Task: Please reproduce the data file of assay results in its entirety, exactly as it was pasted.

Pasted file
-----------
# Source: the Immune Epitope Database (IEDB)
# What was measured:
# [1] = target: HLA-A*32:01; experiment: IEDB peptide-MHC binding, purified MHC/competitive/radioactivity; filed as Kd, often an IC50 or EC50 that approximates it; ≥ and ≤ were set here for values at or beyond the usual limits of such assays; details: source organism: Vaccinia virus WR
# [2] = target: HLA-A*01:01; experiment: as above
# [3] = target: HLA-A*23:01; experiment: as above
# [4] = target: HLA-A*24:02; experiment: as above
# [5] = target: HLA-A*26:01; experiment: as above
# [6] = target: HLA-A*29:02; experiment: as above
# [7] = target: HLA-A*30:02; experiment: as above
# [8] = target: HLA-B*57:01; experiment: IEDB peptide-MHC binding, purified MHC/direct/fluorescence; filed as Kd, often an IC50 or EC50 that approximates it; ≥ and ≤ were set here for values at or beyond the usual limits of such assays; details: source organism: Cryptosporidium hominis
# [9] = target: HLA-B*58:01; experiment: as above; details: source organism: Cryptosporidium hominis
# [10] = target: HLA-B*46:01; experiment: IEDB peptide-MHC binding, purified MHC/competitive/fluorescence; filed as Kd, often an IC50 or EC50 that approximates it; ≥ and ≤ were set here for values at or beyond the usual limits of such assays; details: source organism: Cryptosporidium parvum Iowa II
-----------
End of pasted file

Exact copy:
# Source: the Immune Epitope Database (IEDB)
# What was measured:
# [1] = target: HLA-A*32:01; experiment: IEDB peptide-MHC binding, purified MHC/competitive/radioactivity; filed as Kd, often an IC50 or EC50 that approximates it; ≥ and ≤ were set here for values at or beyond the usual limits of such assays; details: source organism: Vaccinia virus WR
# [2] = target: HLA-A*01:01; experiment: as above
# [3] = target: HLA-A*23:01; experiment: as above
# [4] = target: HLA-A*24:02; experiment: as above
# [5] = target: HLA-A*26:01; experiment: as above
# [6] = target: HLA-A*29:02; experiment: as above
# [7] = target: HLA-A*30:02; experiment: as above
# [8] = target: HLA-B*57:01; experiment: IEDB peptide-MHC binding, purified MHC/direct/fluorescence; filed as Kd, often an IC50 or EC50 that approximates it; ≥ and ≤ were set here for values at or beyond the usual limits of such assays; details: source organism: Cryptosporidium hominis
# [9] = target: HLA-B*58:01; experiment: as above; details: source organism: Cryptosporidium hominis
# [10] = target: HLA-B*46:01; experiment: IEDB peptide-MHC binding, purified MHC/competitive/fluorescence; filed as Kd, often an IC50 or EC50 that approximates it; ≥ and ≤ were set here for values at or beyond the usual limits of such assays; details: source organism: Cryptosporidium parvum Iowa II